At the beginning of your pizza maestro journey, you might be confused about what hydration is in pizza dough, what is 70% hydration in pizza dough, and how is it better. Let me tell you, and it’s a super important concept if you truly want to become a master of Italian pizza.
Following the best 70% hydration pizza dough recipe, you can make next-level Neapolitan pizza dough. How?
The answer lies in this article. Just give a 10 mins read and enjoy super soft, chewy pizza crust bites with your dear ones. Let’s begin.
- 1 Recipe for the best unmatched 70% Hydration Pizza dough
- 2 How should you knead the dough by hand?
- 3 Why should you form the dough balls?
- 4 What is cold fermentation, and how does it help to make better pizzas?
- 5 60% Vs 70% Vs 80%: what’s the best hydration for pizza dough?
- 5.1 Differences after Baking
- 5.2 What kind of flour is necessary for making pizza dough?
- 5.3 Why is cold water necessary for making pizza dough?
- 5.4 How to interchange fresh and dry yeast?
- 5.5 How much salt is required in the dough?
- 5.6 How do I know my Poolish is ready?
- 5.7 Can I leave my dough in the open air?
- 5.8 What if I make pizza from dough straight from the fridge?
What is Hydration, and What is 70% Hydration Pizza Dough?
Hydration is an exciting concept in pizza making; it refers to the water ratio relative to the amount of flour in the dough.
Let’s take an example of this, and if a recipe requires 100g of flour in it, then if we add 70g of water into it, it’ll be known as a dough with 70% hydration.
Varying percentages of this hydration affect the result, i.e., the quality of the crust. With too little hydration, you’d have a dry and dense crust.
Recipe for the best unmatched 70% Hydration Pizza dough
70% hydration pizza dough is super easy to handle and form into dough balls with your hands compared to 60% hydration pizza dough. Many Italian pizza maestros consider it the best hydration for pizza.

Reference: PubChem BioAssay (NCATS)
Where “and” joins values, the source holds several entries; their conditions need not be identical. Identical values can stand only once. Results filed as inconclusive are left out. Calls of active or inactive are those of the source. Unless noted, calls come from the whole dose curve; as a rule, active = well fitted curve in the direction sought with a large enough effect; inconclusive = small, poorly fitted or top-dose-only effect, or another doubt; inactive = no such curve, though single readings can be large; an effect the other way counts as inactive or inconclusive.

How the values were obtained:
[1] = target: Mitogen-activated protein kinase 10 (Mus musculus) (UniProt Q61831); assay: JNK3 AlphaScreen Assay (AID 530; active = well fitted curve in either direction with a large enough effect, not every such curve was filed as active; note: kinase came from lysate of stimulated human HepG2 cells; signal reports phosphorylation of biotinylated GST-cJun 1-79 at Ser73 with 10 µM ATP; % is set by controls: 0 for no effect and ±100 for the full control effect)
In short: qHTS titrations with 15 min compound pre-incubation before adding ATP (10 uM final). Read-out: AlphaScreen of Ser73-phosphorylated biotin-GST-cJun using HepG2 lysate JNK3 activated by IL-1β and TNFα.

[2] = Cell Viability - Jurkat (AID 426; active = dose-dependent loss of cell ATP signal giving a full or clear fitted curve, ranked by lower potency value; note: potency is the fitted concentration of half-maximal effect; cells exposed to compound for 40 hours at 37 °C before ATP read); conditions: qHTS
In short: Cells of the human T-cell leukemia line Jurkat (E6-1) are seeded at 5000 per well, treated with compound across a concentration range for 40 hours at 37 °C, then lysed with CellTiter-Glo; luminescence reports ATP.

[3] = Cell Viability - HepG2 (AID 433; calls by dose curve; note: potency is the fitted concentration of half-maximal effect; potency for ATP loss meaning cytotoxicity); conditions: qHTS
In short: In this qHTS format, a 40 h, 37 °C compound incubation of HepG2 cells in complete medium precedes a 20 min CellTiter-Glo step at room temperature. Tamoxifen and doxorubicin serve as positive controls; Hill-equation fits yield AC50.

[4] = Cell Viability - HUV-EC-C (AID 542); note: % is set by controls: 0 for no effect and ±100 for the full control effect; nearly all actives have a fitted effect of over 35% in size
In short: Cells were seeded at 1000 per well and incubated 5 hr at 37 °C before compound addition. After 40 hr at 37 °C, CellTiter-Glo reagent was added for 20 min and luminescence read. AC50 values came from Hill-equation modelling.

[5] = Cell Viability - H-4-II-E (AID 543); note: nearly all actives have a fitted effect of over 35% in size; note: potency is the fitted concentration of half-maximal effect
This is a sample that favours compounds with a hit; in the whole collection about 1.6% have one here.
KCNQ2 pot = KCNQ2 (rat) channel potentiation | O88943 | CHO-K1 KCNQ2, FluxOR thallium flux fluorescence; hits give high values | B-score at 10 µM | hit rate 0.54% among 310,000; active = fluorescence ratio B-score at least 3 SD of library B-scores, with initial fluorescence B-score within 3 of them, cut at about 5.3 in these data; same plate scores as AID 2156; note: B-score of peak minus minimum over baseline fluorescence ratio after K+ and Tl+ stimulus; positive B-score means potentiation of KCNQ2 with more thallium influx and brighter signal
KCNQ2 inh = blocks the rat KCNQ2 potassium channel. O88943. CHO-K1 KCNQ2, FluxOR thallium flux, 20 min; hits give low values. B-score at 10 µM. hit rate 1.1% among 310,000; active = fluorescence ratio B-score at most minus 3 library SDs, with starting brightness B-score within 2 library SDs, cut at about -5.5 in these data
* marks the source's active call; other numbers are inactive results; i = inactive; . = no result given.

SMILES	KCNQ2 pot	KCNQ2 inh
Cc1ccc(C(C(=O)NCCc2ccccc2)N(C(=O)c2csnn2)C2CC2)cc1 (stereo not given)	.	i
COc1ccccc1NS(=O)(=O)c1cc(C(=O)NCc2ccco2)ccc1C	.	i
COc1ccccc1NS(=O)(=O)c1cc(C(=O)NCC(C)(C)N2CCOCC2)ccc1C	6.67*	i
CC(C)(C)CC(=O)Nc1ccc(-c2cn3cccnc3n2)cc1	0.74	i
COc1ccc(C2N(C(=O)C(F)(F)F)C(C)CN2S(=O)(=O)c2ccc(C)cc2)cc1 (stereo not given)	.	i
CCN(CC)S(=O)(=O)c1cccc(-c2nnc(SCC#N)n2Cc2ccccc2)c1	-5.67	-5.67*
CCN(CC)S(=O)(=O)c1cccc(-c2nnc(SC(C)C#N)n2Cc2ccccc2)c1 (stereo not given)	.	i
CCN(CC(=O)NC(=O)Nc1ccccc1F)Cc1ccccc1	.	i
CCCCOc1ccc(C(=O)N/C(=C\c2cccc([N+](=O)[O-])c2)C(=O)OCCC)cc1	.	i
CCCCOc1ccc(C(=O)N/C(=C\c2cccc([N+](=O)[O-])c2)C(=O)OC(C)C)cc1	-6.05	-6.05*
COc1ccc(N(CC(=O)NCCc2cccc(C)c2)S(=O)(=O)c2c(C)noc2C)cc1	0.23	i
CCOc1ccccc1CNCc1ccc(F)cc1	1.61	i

But, if you follow a simple short recipe, you might be left confused because a 70% hydration dough is also pretty technical. You need to take care during the dough-making process. So stick to this recipe and note every detail.
- 400g of flour (00 flour as it’s much finer).
- 280ml of cold water (cold water makes your dough rise slower, resulting in an airy, delicious crust).
- 15g of sea salt (it’s antibacterial and doesn’t have harmful additives in it).
- 5g of dry yeast or 8 gram of fresh yeast
Easy steps to follow for 70% hydration dough
To make the best 70% hydration dough that you’ve ever had in your life, set up your mixer first. You can also do it by hand, but the dough mixer will make it much more manageable.
Step-1 Mix dry ingredients first and add some water.
- The first thing you need to do is put the flour in the mixer bowl. Next up, throw in the yeast and lock up the mixer. Mix up the dry ingredients now, and if you’re doing it by hand, then it’s also essential that you carefully mix up the flour and the yeast. Mixing the dry ingredients is super important; the water will hydrate the yeast much better with the flour as it’s evenly distributed.
- Now you have to add water while the mixer is running. Before adding the water, separate about 50ml of the water from the rest. Let the water mix well with the dough; once it’s mixed up correctly, we add in the salt and let that mix properly.
Step-2 Add more water and mix.
This step is crucial for the best dough.
- When the salt has been mixed in properly, add the water gently. Slowly keep adding it as the mixer mixes it, don’t throw it all in together, though; that’ll ruin it.
- Set up the mixer to max speed for a bit, then bring it down again. Let it mix the dough for 15-20 minutes but keep checking it every 5 to 10 minutes. For the last 5 minutes, speed up the machine to the max speed.
Step-3 Form the large dough ball and rest it at room temperature.
- To make a dough ball, cup the dough in your hands and pull it towards yourself, do it 4 times, and your dough ball will be ready!